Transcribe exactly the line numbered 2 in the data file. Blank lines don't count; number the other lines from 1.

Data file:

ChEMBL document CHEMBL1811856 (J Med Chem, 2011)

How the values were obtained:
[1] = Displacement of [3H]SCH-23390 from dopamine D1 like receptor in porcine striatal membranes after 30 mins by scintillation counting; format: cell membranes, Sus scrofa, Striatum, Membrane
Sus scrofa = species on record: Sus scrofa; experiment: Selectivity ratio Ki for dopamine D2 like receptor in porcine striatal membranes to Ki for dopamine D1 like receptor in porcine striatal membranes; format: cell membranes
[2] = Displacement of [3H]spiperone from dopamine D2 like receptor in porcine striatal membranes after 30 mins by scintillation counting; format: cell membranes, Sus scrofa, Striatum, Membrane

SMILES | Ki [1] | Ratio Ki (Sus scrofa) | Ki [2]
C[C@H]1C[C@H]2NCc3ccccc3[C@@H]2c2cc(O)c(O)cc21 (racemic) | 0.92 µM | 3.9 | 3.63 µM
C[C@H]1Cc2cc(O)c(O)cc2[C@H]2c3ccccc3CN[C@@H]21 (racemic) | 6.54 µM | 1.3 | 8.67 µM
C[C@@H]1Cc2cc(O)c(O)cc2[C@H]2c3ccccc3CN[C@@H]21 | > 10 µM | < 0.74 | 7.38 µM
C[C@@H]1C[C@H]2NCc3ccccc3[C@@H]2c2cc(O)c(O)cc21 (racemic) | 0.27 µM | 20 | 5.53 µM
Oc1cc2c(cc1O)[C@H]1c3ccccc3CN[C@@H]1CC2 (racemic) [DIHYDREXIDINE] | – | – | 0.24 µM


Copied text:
How the values were obtained: